KHALEEJ TIMES, Tuesday, Sep 10, 2019 | Muharram 11, 1441
IMF says VAT should be doubled to 10% in Saudi Arabia
The International Monetary Fund (IMF) has suggested that the value-added
tax (VAT) should be doubled from five per cent to 10 per cent in Saudi Arabia in
consultation with the other Gulf countries.
Analysts expect the hike in VAT rate will come only after 2021 once Kuwait and
Oman will also be ready to implement it and as a customs union, the increase
makes sense across the GCC countries.
"The introduction of the VAT in January 2018 was a landmark achievement, with
revenue collections exceeding expectations. The reduction in the registration
threshold at the beginning of 2019 has also gone smoothly. Staff suggested that
consideration be given to raising the VAT rate from 5 to 10 percent, in
consultation with the GCC," IMF said in a report prepared its staff after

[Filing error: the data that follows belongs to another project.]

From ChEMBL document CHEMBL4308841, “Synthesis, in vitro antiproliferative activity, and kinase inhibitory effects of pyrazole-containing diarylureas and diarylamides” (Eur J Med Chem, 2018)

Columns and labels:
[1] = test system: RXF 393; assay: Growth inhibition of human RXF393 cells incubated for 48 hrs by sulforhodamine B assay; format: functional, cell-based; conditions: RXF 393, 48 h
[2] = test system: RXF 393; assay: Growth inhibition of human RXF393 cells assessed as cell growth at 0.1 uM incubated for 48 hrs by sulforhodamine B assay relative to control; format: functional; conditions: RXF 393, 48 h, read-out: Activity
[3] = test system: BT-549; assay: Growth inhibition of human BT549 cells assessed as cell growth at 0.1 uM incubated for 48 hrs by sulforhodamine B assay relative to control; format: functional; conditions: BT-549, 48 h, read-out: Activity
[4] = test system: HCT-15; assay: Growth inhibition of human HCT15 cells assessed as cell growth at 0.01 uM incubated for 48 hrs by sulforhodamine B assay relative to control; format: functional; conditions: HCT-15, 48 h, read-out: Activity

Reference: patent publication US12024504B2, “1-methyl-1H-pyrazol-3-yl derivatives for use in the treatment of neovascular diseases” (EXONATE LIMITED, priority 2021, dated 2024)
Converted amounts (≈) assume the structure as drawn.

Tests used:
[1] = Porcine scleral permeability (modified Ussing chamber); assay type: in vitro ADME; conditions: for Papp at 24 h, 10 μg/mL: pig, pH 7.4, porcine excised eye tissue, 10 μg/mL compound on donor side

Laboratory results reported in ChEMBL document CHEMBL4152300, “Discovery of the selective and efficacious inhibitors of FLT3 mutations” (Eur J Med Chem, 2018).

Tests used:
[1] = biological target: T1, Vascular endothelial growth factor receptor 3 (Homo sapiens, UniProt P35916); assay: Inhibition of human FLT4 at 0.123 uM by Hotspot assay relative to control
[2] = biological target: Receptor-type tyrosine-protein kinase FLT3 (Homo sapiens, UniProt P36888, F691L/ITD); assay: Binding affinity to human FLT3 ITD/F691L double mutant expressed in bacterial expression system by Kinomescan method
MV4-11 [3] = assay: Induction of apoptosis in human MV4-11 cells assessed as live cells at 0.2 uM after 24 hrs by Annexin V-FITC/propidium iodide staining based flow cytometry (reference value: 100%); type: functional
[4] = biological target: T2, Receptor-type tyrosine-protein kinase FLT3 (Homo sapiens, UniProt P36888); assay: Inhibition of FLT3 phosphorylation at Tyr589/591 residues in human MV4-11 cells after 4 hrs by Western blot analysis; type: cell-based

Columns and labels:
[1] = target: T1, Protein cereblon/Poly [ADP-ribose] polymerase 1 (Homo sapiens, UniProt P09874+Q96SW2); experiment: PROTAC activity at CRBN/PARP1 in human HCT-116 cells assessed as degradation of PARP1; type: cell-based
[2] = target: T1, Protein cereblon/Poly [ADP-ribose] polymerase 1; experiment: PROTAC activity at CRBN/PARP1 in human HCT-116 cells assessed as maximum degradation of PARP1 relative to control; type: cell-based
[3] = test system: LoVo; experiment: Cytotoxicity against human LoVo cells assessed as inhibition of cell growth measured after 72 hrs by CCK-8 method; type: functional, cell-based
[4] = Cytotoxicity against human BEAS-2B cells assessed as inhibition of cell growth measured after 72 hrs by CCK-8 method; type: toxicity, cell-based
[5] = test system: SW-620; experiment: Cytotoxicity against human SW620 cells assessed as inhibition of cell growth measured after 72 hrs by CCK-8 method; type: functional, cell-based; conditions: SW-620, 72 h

consultation with the authorities in the Kingdom.
The UAE and Saudi Arabia introduced the five per cent value-added tax from
January 2018 with both the countries surpassing their tax collection targets.
Thaddeus Best, an analyst at Moody's Sovereign Risk Group, said as a customs
union, it is logical that GCC countries would seek to keep their VAT rates
harmonised in order to prevent tax arbitrage opportunities emerging within the
"However, as the hesitant implementation of five per cent VAT across the GCC
since 2018 shows, there is some scope for VAT differentials to be tolerated, so
long as they are relatively small and temporary, as it is currently the case in
the GCC with only three out the six countries having implemented the measure so
far. Nevertheless, we think it is unlikely that Saudi Arabia, the UAE and
Bahrain would raise VAT rates further until the remaining GCC sovereigns have
finalised their VAT frameworks," Best told Khaleej Times.
"We don't expect Kuwait and Oman will be ready to implement VAT until 2021 at
the earliest, the earliest opportunities for any further increases to the VAT
rate are likely to fall after that date. The only other catalyst we see for
bringing forward any increases would be if oil prices decline sharply from
current levels, although this is not our baseline view," he said.
The Kingdom's non-oil revenues last year increased by 59 per cent, buoyed by the
VAT, excises, expatriate levy, and proceeds from the settlement agreements. IMF
estimated that VAT rate increase will add 2.0 per cent to the Kingdom's GDP in